Autonomía digital y tecnológica

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Linkoteca. inteligencia artificial


OPPRESSIVE A.I. FRAMEWORK

Feministai.net is an ongoing effort, work in progress debate that seeks to contribute to the development of a feminist framework to question algorithmic decisions making systems that are being deployed by the public sector. Our ultimate goal is to develop arguments and build bridges for advocacy with different human rights groups, from women’s rights defenders to LGBTIQ + groups, especially in Latin America to address the trend in which governments are adopting A.I. systems to deploy social policies, not only without considering human rights implications but also in disregard of oppressive power relations that might be amplified through a false sense of neutrality brought by automation. Automation of the status quo, pertained by inequalities and discrimination.

The current debate of A.I. principles and frameworks is mostly focused on “how to fix it?”, instead of to “why we actually need it?” and “for whose benefit”. Therefore, the first tool of our toolkit to question A.I. systems is the scheme of Oppressive A.I. that we drafted based on both, empirical analysis of cases from Latin America and bibliographic review of critical literature. Is a particular A.I system based on surveilling the poor? Is it automating neoliberal policies? Is it based on precarious labor and colonial extractivism of data bodies and resources from our territories? Who develops it is part of the group targeted by it or its likely to restate structural inequalities of race, gender, sexuality? Can the wider community have enough transparency to check by themselves the accuracy in the answers to the previous questions?

What is a feminist approach to consent? How can it be applied to technologies? Those simple questions were able to shed light on how limited is the individualistic notion of consent proposed in data protection frameworks.

Miquela nace en 2016. Un perfil de Instagram daba comienzo a su historia: una joven hispano-brasileña, residiendo en Los Ángeles y proyectando identidad de IT-Girl comenzaba su rastro digital suscitando todo tipo de especulaciones (como que era una campaña para promocionar el juego Los Sims). Después de tres años ya sabemos un poco de qué va la historia: «un estudio transmedia que crea universos narrativos y personajes digitales». Esto es lo que puede leerse en la escueta web (es un Google Doc en realidad) de presentación de Brud.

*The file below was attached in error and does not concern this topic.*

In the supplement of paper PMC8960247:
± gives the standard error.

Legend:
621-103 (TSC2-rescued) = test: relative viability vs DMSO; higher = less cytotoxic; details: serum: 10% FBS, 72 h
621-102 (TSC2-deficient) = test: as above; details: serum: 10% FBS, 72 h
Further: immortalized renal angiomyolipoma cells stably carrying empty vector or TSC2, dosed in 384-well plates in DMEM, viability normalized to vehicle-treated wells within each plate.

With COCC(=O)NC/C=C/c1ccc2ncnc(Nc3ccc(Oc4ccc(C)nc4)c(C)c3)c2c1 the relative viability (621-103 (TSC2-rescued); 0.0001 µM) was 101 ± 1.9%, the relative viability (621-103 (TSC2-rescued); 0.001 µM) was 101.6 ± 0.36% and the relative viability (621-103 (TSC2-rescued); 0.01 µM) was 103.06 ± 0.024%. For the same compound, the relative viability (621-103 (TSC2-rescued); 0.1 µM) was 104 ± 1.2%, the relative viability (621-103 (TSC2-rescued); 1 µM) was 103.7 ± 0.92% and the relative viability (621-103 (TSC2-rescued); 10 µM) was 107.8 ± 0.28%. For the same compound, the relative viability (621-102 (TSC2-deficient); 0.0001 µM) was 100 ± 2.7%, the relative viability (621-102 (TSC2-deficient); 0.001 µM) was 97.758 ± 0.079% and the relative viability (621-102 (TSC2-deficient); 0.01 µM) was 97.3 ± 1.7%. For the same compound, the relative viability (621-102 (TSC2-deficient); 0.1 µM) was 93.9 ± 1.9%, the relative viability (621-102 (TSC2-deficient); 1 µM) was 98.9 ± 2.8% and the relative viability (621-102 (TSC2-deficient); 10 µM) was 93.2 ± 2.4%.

Yet in the twenty-first century, power will be determined not by one’s nuclear arsenal, but by a wider spectrum of technological capabilities based on digitization. Those who aren’t at the forefront of artificial intelligence (AI) and Big Data will inexorably become dependent on, and ultimately controlled by, other powers. Data and technological sovereignty, not nuclear warheads, will determine the global distribution of power and wealth in this century. And in open societies, the same factors will also decide the future of democracy.

The most important issue facing the new European Commission, then, is Europe’s lack of digital sovereignty. Europe’s command of AI, Big Data, and related technologies will determine its overall competitiveness in the twenty-first century. But Europeans must decide who will own the data needed to achieve digital sovereignty, and what conditions should govern its collection and use.

Flowchart to know if a machine is an AI.

In the broadest sense, AI refers to machines that can learn, reason, and act for themselves. They can make their own decisions when faced with new situations, in the same way that humans and animals can.

As it currently stands, the vast majority of the AI advancements and applications you hear about refer to a category of algorithms known as machine learning. These algorithms use statistics to find patterns in massive amounts of data. They then use those patterns to make predictions on things like what shows you might like on Netflix, what you’re saying when you speak to Alexa, or whether you have cancer based on your MRI.

Google is reportedly working on an A.I.-based health and wellness coach.

Thanks to its spectrum of hardware products, Google would have a notable advantage over existing wellness coaching apps. While its coach, as reported, would primarily exist on smartwatches to start, Android Police noted that the company could include a smartphone counterpart as well. The company could also eventually spread it to Google Home or Android TV. The latter is unchartered territory for these kinds of apps, which are typically limited to smartphones and wearables. With availability in the home, lifestyle coaching recommendations could become increasingly contextual and less obtrusive. If you ask for a chicken parmesan dinner recipe, it could offer a healthier alternative instead; or if you’re streaming music at 10 p.m. and have set a goal to get more sleep, perhaps it could interrupt your music playback to remind you start getting ready for bed. A smartwatch or phone could do this too, of course, but by linking up its product ecosystem, Google could deliver helpful notifications in the context that makes the most sense.